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ISSAQUAH LAW GROUP

Issaquah Law Group: Experienced Counsel; Client Focus

PHILOSOPHY: Formed in 2014, Issaquah Law Group is a law firm with one focus: providing businesses and insurers with high quality legal representation with the responsiveness of a smaller firm. ILG was founded on the principle that strong client relationships are the key to successful legal representation and strong relationships are built upon clear and consistent communication. 

LITIGATION: We work closely with our clients to fully and accurately understand their goals, work collaboratively to formulate specific legal strategies, and execute the agreed plan of action utilizing methods most likely to result in the efficient and effective resolution of the matter. ILG attorneys have a broad base of litigation experience to draw on in all Federal and State courts from on-the-ground investigations to Supreme Court appeals in the areas of personal injury and wrongful death, product liability, commercial general liability, labor & employment, construction litigation, and catastrophic losses due to fire and explosion.

BUSINESS LAW: Rarely is the path from point A to point B a straight line, so our role in a business law practice is to find alternatives, devise workable strategies, and keep your business ideas, goals and objectives moving toward realization. ILG’s business attorneys help clients achieve their goals with respect to business formation, intellectual property, labor and employment, CAN-SPAM, copyright and trademark

COMMUNITY: In addition, the Lawyers at Issaquah Law Group remain active in the legal and civic community. A core commitment of our Issaquah Attorneys is community service. Our attorneys' civic involvement includes the King County Civil Rights Commission; the City of Issaquah Planning Policy Commission; the Northwest Screenwriters Guild, service as a pro tem judge. We live and work in the Pacific Northwest, and we aim to make it a better place.

In addition, through The Amateur Law Professor Blog and LinkedIn postings, we share pertinent opinions and decisions of the Washington State Supreme Court, as well as the pertinent opinions and decisions of the Washington State Courts of Appeal so that our clients can be as update to date on cutting legal issues as we are.

Court of Appeals: Div. III – Court Finds No Contempt, Just Parents’ Inability to Communicate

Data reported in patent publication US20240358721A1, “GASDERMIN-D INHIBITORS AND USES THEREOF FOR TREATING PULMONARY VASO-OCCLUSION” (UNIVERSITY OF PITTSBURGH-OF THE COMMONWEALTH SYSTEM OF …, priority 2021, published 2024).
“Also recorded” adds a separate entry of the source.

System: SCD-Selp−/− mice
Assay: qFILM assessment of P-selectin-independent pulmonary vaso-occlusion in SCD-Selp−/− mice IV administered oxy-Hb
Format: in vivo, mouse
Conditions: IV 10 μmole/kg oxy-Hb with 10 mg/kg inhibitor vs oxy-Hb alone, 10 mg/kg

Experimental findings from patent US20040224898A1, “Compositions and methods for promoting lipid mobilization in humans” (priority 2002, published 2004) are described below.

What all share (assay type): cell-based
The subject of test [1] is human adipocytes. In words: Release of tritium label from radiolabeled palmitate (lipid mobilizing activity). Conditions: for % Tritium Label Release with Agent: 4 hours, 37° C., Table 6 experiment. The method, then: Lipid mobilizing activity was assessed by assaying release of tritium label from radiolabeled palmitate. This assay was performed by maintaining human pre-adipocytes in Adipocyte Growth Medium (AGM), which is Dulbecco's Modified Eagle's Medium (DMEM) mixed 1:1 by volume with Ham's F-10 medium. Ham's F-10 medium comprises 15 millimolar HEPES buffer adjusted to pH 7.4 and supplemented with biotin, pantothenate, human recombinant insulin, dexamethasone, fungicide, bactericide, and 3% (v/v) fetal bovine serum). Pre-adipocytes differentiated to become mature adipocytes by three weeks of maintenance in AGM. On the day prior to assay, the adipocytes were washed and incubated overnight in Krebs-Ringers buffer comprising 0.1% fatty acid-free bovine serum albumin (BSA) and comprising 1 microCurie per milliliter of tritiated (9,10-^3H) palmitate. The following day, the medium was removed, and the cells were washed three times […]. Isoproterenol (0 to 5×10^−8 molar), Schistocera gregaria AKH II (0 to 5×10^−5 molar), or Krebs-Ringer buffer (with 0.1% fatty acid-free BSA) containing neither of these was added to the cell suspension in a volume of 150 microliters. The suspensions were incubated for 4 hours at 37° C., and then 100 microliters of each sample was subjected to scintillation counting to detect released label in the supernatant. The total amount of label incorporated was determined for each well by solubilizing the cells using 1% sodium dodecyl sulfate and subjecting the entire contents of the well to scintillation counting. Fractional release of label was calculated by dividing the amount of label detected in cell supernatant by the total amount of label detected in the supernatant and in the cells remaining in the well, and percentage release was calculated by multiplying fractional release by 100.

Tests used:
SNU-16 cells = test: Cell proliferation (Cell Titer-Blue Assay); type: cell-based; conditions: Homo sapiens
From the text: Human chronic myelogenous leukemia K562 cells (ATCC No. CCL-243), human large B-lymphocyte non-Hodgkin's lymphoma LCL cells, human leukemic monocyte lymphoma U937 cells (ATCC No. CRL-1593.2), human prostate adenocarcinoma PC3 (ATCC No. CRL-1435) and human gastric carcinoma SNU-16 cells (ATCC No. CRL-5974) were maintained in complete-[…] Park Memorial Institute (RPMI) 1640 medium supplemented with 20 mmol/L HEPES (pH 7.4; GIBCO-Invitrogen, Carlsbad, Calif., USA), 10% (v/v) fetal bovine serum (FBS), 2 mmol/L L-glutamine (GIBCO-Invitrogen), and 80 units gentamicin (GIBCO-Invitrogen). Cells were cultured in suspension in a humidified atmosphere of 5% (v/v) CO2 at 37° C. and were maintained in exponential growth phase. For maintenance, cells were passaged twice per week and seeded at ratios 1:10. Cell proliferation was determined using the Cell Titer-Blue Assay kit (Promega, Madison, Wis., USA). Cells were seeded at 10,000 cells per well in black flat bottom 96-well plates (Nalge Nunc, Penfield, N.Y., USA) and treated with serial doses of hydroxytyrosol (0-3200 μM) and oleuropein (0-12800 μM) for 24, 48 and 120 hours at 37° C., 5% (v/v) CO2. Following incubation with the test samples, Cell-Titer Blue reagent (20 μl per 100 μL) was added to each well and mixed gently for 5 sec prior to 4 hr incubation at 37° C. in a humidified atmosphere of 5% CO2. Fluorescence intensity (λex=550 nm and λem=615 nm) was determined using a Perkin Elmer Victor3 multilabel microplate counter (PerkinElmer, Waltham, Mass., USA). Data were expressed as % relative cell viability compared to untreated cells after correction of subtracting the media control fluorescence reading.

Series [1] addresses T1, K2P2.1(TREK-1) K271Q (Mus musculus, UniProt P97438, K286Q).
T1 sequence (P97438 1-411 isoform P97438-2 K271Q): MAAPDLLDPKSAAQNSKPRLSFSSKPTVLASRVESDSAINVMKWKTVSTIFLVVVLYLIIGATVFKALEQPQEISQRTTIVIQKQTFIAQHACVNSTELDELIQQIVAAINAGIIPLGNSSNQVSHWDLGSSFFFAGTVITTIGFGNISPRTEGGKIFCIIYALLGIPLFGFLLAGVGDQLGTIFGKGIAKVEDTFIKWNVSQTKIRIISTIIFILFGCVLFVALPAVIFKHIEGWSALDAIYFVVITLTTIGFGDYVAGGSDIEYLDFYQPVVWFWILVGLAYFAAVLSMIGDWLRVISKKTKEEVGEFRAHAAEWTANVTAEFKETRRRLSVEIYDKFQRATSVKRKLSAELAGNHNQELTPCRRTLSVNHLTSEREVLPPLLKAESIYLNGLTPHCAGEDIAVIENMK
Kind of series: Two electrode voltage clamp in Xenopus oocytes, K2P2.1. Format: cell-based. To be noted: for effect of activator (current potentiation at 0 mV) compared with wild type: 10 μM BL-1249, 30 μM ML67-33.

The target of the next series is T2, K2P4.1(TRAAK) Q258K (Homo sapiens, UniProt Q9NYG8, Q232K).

Williams v. Williams

Mr. and Ms. Williams (no relation to this writer…I think) had two children together. They didn’t play nice and thus the court was used as a playground monitor to make sure they followed the rules. The rules in this case were contained in the parties’ parenting plan. It has been my experience in family law that people either take one of two roads when it comes to parenting plans: either they file the parenting plan away after the divorce is over and never refer to it again or they have it memorized and use it as a sword to constantly chastise their ex-spouse. The key difference here being the ability to communicate and work things out without needing a document to tell the parents how to raise their children TOGETHER. Divorce does not end the relationship if you have children. It just makes it different.

Fighting Parents

In this case, Mr. Williams cried foul to the court and alleged 11 counts of contempt on his ex-wife for failing to follow the parenting plan. Ms. Williams told the court that her actions were justified based on Mr. Williams’ abusive nature and drinking. (I swear they’re not related). “The commissioner found both parents' bad behavior stemmed from mutually bad communication. The commissioner further found noncompliance by the mother may have been justified given Mr. Williams' behavior that invited Ms. Williams' responses.” The motion for contempt was denied.

Mr. Williams appealed claiming that the trial court erred in combining the 11 contempt allegations based on separate incidents. The Court of Appeals quoted In re Marriage of Eklund, 143 Wn.App. 207, 213, 177 P.3d 189 (2008): “It is well within the trial court's discretion to hold that, when an initial petition alleges separate violations of a single court order, the incidents constitute a pattern of conduct that merges into a single finding of contempt when these acts are simultaneously declared to violate the order.” Therefore allegations of separate violations can merge into a single finding of no contempt. Mr. Williams also claimed that the commissioner’s findings were incorrect, but the Court of Appeals did not agree.

The bad part of this whole thing is that once these kids are over the age of 18 (which one of them now is), they will have to be the referees in this ugly dance for the rest of their lives. Graduations, weddings, holidays, even funerals will become the battle field for these two individuals to display their inability to just get along for the sake of their children.

Referee

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